Tips to avoid BPA exposure
Tips to avoid BPA exposure
Although completely eliminating exposure to bisphenol A (BPA) may not be possible, there are steps you can take to reduce your family's exposure to this chemical by avoiding common sources and limiting exposure for the highest risk groups.
The developing fetus and baby are the most vulnerable to BPA’s toxic effects. Unfortunately they also have the most intense BPA exposure of any age group. Many parents who have replaced their polycarbonate baby bottles are unaware that BPA contaminates liquid baby formula sold in metal cans. Since formula can make up 100% of a baby's diet over her first 6 months of life, parents should choose BPA-free types
Adults ingest much less BPA than babies. But a recent study linking BPA exposures in adults to heart disease and diabetes raises concerns about the safety of current exposures. Adult exposure comes primarily from canned foods and polycarbonate food containers, but BPA-containing medical devices could also be a source. Pregnant women and older children should avoid BPA. Eat a varied diet, avoid canned foods, and don't use polycarbonate plastics for warm food or drinks.
BPA in formula and baby bottles
The federal Food and Drug Administration (FDA) estimates that babies have 12.5 times more BPA exposure than adults, and EWG is concerned that FDA has seriously underestimates exposures for many babies. Recent tests by Environmental Working Group and the Canadian government, and a 1990s test by FDA show BPA leaching from metal cans into all brands of liquid formula. Powdered formula appears to be BPA-free. Therefore, EWG recommends that you choose powdered formula if your baby tolerates it. [Read more about BPA in formula and bottles and EWG's efforts to reduce babies' exposures.]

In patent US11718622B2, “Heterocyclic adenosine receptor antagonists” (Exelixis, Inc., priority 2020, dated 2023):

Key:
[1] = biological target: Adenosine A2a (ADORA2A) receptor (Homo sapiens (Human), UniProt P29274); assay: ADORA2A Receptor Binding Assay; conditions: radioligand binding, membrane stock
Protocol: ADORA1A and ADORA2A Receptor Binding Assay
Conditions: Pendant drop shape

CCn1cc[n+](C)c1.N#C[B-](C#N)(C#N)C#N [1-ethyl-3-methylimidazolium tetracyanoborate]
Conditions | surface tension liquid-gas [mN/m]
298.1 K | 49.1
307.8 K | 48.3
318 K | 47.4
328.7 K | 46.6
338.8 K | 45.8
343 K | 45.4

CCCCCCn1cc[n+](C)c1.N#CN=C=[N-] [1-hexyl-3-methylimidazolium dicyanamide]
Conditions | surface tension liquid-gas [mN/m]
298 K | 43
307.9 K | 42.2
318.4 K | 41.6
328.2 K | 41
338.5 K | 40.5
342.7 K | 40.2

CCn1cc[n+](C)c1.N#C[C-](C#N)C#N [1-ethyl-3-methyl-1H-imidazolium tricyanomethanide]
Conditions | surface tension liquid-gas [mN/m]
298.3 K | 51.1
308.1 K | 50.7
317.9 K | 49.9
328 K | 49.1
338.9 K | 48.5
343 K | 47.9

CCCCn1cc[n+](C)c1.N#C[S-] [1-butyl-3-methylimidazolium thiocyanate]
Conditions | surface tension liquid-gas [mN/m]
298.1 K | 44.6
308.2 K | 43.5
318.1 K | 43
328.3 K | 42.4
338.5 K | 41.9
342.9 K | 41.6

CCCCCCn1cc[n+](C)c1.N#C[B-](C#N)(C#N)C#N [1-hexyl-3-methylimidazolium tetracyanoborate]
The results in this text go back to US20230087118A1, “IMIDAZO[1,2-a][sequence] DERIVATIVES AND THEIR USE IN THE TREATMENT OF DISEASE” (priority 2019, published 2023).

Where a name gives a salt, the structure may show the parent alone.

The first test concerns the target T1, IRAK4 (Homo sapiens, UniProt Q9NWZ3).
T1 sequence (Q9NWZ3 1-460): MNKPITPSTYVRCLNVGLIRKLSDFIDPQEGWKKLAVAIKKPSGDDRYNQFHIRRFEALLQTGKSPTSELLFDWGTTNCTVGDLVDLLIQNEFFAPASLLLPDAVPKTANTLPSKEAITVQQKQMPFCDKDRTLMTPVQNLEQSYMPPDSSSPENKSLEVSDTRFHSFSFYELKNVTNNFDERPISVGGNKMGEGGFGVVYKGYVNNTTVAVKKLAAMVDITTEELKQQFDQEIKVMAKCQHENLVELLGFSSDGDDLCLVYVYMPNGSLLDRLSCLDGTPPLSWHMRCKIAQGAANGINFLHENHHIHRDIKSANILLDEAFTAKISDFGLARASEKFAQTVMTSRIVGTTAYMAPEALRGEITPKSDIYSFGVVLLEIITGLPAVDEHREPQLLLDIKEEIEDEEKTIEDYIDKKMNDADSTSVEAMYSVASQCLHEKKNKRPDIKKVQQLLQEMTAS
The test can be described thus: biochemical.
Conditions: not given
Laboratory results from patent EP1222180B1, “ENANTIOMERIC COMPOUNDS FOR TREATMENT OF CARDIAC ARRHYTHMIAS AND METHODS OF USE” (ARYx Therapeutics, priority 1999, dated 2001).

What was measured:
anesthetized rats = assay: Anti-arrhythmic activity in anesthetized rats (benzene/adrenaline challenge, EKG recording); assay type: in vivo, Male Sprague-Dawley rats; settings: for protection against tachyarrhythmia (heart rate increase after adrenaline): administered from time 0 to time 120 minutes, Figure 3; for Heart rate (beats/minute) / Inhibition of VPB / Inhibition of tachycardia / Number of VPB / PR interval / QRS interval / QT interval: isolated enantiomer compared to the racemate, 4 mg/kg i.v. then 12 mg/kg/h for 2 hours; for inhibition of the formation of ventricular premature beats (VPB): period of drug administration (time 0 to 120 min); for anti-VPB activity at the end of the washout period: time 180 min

Most manufacturers now make BPA-free baby bottles. Glass is the safest and most durable option. Never microwave baby food or drinks in plastic containers. Bottles used to pump and store expressed breast milk by the brand Medela are also labeled BPA-free.
BPA in canned foods
Almost all canned foods sold in the United States have a BPA-based epoxy liner that leaches BPA into the food. EWG tested 97 canned foods and found detectable levels of BPA in more than half of the foods. [Read about EWG's food and formula tests]. The highest concentrations were in canned meats, pasta and soups. Only 1 manufacturer claims to use no BPA. Eden Foods uses an alternative technology for canned beans but not for its tomato-based products. Pregnant women and children should limit their consumption of canned foods to avoid BPA. Rinsing canned fruit or vegetables may reduce the amount of BPA you ingest.
BPA in water and food containers
Less BPA leaches from plastic water bottles and food containers than from cans into canned foods and baby formula. Nevertheless it is good to take simple precautions to reduce your exposure.
Polycarbonate plastics are rigid, transparent and used for food storage containers and water bottles, among other things. Trace amounts of BPA can migrate from these containers, particularly if used for hot food or liquids. Soft or cloudy-colored plastic does not contain BPA.
When possible, avoid polycarbonate, especially for children's food and drinks. This plastic might be marked with the recycling code #7 or the letters “PC”. Plastics with the recycling labels #1, #2 and #4 on the bottom are better choices because they do not contain BPA. Avoid putting any plastic containers in microwaves. Wash plastics on the top shelf of your dishwasher or by hand.
Some metal water bottles lined with an epoxy-based enamel coating could leach BPA. Look for stainless steel bottles that do not have a liner. Avoid using old and scratched plastic bottles.
Other sources of BPA
BPA has countless uses, several of which have been highlighted as an exposure risk. BPA is a component of non-metal dental fillings, it is in thermal paper for many receipts, and it is increasingly used in medical devices. There is little research about the magnitude of exposures from these products.